Pancreas

The pancreas is an exocrine gland and an endocrine gland. The exocrine tissue produces a bicarbonate solution and digestive enzymes. These substances are transported to the small intestine where they play a role in the chemical digestion of food. These functions are fully discussed in Chapter 18 on the digestive system.

Scattered throughout the pancreas and surrounded by exocrine cells are small clusters of endocrine cells referred to as the islets of Langerhans. These islets make up only 2 to 3% of the mass of the pancreas; however, their blood supply has been modified so that they receive 5 to 10 times more blood than the exocrine pancreas. Furthermore, this blood carrying the pancreatic hormones is then transported through the hepatic portal vein and delivered directly to the liver where the hormones, in a relatively high concentration, carry out many of their metabolic effects. The most important hormones produced by the pancreas that regulate glucose metabolism are insulin and glu-cagon.

Insulin. Insulin is a peptide hormone produced by b-cells of the islets of Langerhans. It is an important anabolic hormone secreted at times when the concentration of nutrient molecules in the blood is high, such as periods following a meal. Its overall effects include allowing the body to use carbohydrates as an energy source and to store nutrient molecules. Specifically, insulin exerts its important actions on the following tissues:

• Increase in glucose uptake

• Increase in glycogenesis (formation of glycogen, the storage form of glucose)

• Increase in lipogenesis (formation of triglycerides, the storage form of lipids)

• Adipose tissue

• Increase in glucose uptake

• Increase in free fatty acid uptake

• Increase in lipogenesis

• Increase in glucose uptake

• Increase in glycogenesis

• Increase in amino acid uptake

• Increase in protein synthesis

Insulin is the only hormone that lowers blood glucose (epinephrine, growth hormone, cortisol, and glucagon increase blood glucose). It does so by stimulating the uptake of glucose from the blood into the liver, adipose tissue, and muscle. This glucose is first used as an energy source and then stored in the form of glycogen in the liver and in muscle. Excess glucose is stored as fat in adipose tissue.

Insulin also plays a role in fat metabolism. In humans, most fatty acid synthesis takes place in the liver. The mechanism of action of insulin involves directing excess nutrient molecules toward metabolic pathways leading to fat synthesis. These fatty acids are then transported to storage sites, predominantly adipose tissue. Finally, insulin stimulates the uptake of amino acids into cells where they are incorporated into proteins.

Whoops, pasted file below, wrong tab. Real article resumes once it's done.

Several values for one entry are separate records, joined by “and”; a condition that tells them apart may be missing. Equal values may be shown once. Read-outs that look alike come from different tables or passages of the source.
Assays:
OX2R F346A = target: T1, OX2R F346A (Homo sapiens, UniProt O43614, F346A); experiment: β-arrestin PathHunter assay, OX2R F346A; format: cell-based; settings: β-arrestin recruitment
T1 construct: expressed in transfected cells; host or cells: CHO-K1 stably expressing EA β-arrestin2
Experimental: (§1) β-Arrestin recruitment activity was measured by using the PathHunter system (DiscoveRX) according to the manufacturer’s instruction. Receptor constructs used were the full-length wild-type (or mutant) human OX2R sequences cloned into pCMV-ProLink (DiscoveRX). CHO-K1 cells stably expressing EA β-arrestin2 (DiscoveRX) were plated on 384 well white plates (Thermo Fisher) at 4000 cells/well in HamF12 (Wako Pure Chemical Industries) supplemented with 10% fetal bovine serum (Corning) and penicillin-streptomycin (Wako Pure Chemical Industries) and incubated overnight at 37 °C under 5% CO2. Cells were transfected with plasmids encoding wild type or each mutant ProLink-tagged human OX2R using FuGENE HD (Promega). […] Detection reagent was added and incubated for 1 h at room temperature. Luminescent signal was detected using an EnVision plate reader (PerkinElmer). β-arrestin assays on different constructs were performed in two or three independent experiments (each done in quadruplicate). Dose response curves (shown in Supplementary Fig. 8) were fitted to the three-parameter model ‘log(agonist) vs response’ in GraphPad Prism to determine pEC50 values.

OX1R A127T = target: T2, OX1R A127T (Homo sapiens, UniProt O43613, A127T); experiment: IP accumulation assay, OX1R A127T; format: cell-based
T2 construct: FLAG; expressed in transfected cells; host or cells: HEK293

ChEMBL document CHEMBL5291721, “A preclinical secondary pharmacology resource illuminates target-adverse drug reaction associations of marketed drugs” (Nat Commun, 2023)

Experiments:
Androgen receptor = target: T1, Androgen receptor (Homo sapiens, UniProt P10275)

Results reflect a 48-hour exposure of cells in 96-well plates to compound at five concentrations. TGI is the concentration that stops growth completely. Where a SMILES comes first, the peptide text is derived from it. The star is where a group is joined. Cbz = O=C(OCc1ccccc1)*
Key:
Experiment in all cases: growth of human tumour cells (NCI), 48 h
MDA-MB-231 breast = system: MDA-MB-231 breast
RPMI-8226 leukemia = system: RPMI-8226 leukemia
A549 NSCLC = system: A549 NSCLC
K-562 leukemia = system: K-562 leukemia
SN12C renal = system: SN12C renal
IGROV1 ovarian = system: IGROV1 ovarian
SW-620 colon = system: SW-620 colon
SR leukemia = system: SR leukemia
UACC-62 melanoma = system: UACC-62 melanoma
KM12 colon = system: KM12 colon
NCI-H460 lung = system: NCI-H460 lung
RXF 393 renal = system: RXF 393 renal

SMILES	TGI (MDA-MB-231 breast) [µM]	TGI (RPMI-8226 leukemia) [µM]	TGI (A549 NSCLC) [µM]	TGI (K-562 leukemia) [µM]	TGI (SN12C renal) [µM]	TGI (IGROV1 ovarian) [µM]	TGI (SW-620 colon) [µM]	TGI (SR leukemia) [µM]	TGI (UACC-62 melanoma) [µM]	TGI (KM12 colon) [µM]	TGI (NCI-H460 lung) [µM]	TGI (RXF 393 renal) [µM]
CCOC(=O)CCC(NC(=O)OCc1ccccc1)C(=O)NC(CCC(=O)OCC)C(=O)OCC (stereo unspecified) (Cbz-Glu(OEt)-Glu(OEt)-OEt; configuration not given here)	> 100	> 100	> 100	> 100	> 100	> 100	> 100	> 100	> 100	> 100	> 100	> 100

The secretion of insulin from the pancreas is regulated primarily by the circulating concentration of glucose. When serum glucose increases, secretion of insulin is stimulated; when it decreases, insulin secretion is inhibited. Secretion typically begins to increase within 10 minutes following the ingestion of food and reaches a peak in 30 to 45 minutes. This increased insulin stimulates the uptake of glucose into the body's cells and lowers serum glucose levels back to normal. Other factors affecting insulin secretion include: circulating amino acids and free fatty acids; several gastrointestinal hormones, including gastrin, secretin, and cholecystokinin; and the para-sympathetic nervous system. Each of these factors stimulates the secretion of insulin. Sympathetic nervous stimulation inhibits insulin secretion.

Glucagon. Also a peptide hormone, glucagon is produced by a-cells of the islets of Langerhans. The overall effects of glucagon include:

• Increase in hepatic glucose production

• Glycogenolysis

• Gluconeogenesis

• Stimulation of lipolysis in the liver and in adipose tissue

The effects of glucagon on glucose metabolism are generally opposite to those of insulin. Acting primarily on the liver, glucagon stimulates glyco-genolysis (breakdown of glycogen, the storage form of glucose) and gluco-neogenesis, which increase blood glucose levels. This hormone also stimulates lipolysis, which increases the circulating concentration of free fatty acids. These molecules may then be used as an alternative energy source by muscle or serve as gluconeogenic substrates in the liver. Finally, glucagon stimulates the hepatic uptake of amino acids, which also serve as substrates for gluconeogenesis.

Factors that stimulate glucagon secretion include: a decrease in blood glucose; an increase in blood amino acids; sympathetic nervous stimulation; stress; and exercise. Factors that inhibit glucagon secretion include insulin and an increase in blood glucose. Table 10.2 summarizes the major functions of the hormones discussed in this chapter.

Supplements For Diabetics

Supplements For Diabetics

All you need is a proper diet of fresh fruits and vegetables and get plenty of exercise and you'll be fine. Ever heard those words from your doctor? If that's all heshe recommends then you're missing out an important ingredient for health that he's not telling you. Fact is that you can adhere to the strictest diet, watch everything you eat and get the exercise of amarathon runner and still come down with diabetic complications. Diet, exercise and standard drug treatments simply aren't enough to help keep your diabetes under control.

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